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for perhaps half an hour without responding to questions about the study. Because the technician is seen as a disinterested person who must be aware of what is going on, but who has little stake in concealing it, his casual remarks may carry a great deal of weight. This is somewhat analogous to the everyday phenomenon encountered in a doctor's office where a casual gratuitous comment by the nurse or technician tends to be accepted as gospel -- often in preference to what the physician says - - because the patient is afraid that the doctor may be trying to conceal his real illness from him.

Cues Arising from the Experimental Procedure Itself

The most important single source of cues available to the subject about the purpose of an experiment is provided by the experimental procedure itself. This reflects the well-known adage that actions speak louder than words, especially in a context where there is reason to distrust words. Thus, the experimental protocol inevitably must communicate something about the purpose of an experiment. Attitude research has had to come to terms with the fact that if a subject is given a test, presented with an intervening treatment, and then retested, the procedure clearly communicates that the investigator expects some kind of change, regardless of what the subject is told about the procedure. A variety of complex and sophisticated controls have been developed to evaluate pretest sensitization (see Lana, 1969; Solomon, 1949).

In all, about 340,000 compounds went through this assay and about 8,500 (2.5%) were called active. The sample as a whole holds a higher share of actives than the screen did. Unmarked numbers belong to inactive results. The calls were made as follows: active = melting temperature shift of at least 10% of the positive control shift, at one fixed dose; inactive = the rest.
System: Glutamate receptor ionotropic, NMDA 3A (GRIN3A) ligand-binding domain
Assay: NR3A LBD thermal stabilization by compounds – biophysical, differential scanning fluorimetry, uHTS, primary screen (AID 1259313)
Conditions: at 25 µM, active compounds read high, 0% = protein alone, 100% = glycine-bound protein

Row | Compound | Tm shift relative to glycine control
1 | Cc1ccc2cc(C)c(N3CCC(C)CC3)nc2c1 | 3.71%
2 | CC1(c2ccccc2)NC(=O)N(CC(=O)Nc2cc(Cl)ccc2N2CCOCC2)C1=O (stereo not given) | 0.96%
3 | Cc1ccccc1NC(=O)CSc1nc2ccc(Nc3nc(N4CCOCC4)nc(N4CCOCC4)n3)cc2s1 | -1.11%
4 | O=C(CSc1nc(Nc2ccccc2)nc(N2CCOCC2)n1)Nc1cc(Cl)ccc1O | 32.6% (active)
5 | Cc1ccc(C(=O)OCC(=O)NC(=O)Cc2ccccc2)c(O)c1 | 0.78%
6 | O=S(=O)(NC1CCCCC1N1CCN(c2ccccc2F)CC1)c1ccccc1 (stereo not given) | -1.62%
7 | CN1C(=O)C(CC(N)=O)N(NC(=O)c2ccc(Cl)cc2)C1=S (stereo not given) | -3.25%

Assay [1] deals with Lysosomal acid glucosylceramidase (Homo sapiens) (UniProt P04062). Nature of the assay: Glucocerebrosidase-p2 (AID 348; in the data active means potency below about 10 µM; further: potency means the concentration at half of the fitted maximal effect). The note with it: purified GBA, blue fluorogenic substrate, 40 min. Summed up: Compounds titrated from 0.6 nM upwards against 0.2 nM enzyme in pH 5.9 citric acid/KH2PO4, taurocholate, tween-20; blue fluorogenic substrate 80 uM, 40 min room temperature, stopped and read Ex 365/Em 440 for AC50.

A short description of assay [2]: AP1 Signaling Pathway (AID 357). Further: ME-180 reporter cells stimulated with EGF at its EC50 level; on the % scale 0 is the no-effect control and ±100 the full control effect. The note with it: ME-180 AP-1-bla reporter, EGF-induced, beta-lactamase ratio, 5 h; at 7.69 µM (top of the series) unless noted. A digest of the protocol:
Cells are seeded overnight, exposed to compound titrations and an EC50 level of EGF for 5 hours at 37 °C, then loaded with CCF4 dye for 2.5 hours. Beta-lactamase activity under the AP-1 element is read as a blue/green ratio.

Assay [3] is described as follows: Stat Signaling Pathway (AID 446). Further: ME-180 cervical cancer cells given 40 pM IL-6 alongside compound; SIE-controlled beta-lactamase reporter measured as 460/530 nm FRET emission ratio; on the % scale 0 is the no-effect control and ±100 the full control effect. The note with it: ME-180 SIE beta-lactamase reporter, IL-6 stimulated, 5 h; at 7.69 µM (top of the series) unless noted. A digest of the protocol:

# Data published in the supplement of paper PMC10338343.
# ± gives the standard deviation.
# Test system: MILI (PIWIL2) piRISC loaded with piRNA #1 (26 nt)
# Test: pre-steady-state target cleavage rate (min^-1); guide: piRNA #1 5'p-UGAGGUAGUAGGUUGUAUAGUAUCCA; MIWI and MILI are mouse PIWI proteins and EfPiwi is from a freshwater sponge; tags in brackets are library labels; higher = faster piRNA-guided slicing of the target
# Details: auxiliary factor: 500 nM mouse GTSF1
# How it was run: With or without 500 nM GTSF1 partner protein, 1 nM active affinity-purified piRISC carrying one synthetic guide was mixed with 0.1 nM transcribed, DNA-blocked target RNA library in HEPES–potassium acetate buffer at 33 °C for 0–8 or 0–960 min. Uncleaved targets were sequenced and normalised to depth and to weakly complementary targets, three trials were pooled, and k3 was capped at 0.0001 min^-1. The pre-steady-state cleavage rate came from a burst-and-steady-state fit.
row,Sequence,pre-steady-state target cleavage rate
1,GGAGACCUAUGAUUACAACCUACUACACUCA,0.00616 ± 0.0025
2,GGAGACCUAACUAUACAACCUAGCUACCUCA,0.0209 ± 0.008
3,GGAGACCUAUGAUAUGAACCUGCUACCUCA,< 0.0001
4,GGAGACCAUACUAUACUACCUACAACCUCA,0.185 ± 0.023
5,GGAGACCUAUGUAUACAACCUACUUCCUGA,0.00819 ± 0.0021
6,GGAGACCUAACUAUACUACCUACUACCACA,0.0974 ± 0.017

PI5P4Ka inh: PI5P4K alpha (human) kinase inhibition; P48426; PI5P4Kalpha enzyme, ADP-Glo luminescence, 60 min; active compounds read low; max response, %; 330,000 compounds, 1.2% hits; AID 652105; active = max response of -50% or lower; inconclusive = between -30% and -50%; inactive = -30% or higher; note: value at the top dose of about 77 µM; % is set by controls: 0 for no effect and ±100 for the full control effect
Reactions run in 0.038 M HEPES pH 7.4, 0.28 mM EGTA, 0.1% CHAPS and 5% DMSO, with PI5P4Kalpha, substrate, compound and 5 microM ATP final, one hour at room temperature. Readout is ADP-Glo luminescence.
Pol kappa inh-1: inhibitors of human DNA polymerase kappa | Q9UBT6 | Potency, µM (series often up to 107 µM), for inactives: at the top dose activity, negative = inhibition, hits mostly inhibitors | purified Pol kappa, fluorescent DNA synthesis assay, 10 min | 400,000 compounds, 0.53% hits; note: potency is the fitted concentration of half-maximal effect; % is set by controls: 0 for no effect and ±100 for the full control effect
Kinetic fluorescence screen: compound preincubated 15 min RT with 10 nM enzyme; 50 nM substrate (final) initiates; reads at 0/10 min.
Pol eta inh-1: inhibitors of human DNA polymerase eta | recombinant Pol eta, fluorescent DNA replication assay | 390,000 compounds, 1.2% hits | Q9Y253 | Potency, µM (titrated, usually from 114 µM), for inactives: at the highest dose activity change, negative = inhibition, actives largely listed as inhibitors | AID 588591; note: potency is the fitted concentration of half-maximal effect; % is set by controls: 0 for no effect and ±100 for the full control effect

Despite its obvious importance as a source of communication, investigators have tended to overlook the significance of the experimental procedure in most fields of psychology. To take another example from work in hypnosis, Hull (1933) recognized the importance of order effects, and for this reason, in evaluating the effect of hypnosis on physical performance, he used the standard ABBA-BAAB procedure. In a number of studies, highly significant differences could be observed. Note that the logic of such a design is one where the performance of all subjects is averaged in order to statistically eliminate practice effects. In several studies, we have found very striking differences between these two orders which cannot be ascribed to practice (Evans & Orne, 1965). Subjects who are run in hypnosis first apparently perform much better in hypnosis than in the wake state, whereas a very small improvement can be achieved in subjects who are run in the wake state first. Subjects in the former case recognize from the design -- not from anything they are told -- that it is the intent of the investigator to compare the hypnotic performance with the waking performance and apparently at some level suppress their waking performance. On the other hand, subjects who are run in the wake state first yield a waking performance of the same order of magnitude as the hypnotic performance of